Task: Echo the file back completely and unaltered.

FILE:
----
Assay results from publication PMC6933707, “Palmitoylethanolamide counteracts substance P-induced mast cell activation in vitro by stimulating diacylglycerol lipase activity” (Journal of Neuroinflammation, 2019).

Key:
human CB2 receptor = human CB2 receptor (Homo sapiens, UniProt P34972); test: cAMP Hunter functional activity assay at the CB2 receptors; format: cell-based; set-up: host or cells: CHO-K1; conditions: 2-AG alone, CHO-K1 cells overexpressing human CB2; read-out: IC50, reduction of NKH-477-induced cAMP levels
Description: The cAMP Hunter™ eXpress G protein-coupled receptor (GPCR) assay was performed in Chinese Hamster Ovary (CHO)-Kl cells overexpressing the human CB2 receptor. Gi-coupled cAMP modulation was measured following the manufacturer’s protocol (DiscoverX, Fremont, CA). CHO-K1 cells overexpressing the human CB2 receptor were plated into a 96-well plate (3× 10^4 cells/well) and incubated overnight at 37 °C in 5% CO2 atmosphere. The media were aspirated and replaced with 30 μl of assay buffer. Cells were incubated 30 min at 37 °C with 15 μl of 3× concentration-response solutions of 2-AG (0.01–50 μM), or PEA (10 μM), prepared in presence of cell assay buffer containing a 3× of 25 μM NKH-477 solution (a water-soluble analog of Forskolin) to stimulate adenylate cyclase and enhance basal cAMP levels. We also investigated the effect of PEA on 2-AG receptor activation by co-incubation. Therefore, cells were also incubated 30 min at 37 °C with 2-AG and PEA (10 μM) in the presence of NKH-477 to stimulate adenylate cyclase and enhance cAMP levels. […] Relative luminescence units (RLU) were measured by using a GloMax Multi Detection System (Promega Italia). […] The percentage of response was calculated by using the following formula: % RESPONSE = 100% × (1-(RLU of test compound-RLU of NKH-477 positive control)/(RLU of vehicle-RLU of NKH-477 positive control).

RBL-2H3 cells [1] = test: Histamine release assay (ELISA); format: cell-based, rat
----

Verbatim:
Assay results from publication PMC6933707, “Palmitoylethanolamide counteracts substance P-induced mast cell activation in vitro by stimulating diacylglycerol lipase activity” (Journal of Neuroinflammation, 2019).

Key:
human CB2 receptor = human CB2 receptor (Homo sapiens, UniProt P34972); test: cAMP Hunter functional activity assay at the CB2 receptors; format: cell-based; set-up: host or cells: CHO-K1; conditions: 2-AG alone, CHO-K1 cells overexpressing human CB2; read-out: IC50, reduction of NKH-477-induced cAMP levels
Description: The cAMP Hunter™ eXpress G protein-coupled receptor (GPCR) assay was performed in Chinese Hamster Ovary (CHO)-Kl cells overexpressing the human CB2 receptor. Gi-coupled cAMP modulation was measured following the manufacturer’s protocol (DiscoverX, Fremont, CA). CHO-K1 cells overexpressing the human CB2 receptor were plated into a 96-well plate (3× 10^4 cells/well) and incubated overnight at 37 °C in 5% CO2 atmosphere. The media were aspirated and replaced with 30 μl of assay buffer. Cells were incubated 30 min at 37 °C with 15 μl of 3× concentration-response solutions of 2-AG (0.01–50 μM), or PEA (10 μM), prepared in presence of cell assay buffer containing a 3× of 25 μM NKH-477 solution (a water-soluble analog of Forskolin) to stimulate adenylate cyclase and enhance basal cAMP levels. We also investigated the effect of PEA on 2-AG receptor activation by co-incubation. Therefore, cells were also incubated 30 min at 37 °C with 2-AG and PEA (10 μM) in the presence of NKH-477 to stimulate adenylate cyclase and enhance cAMP levels. […] Relative luminescence units (RLU) were measured by using a GloMax Multi Detection System (Promega Italia). […] The percentage of response was calculated by using the following formula: % RESPONSE = 100% × (1-(RLU of test compound-RLU of NKH-477 positive control)/(RLU of vehicle-RLU of NKH-477 positive control).

RBL-2H3 cells [1] = test: Histamine release assay (ELISA); format: cell-based, rat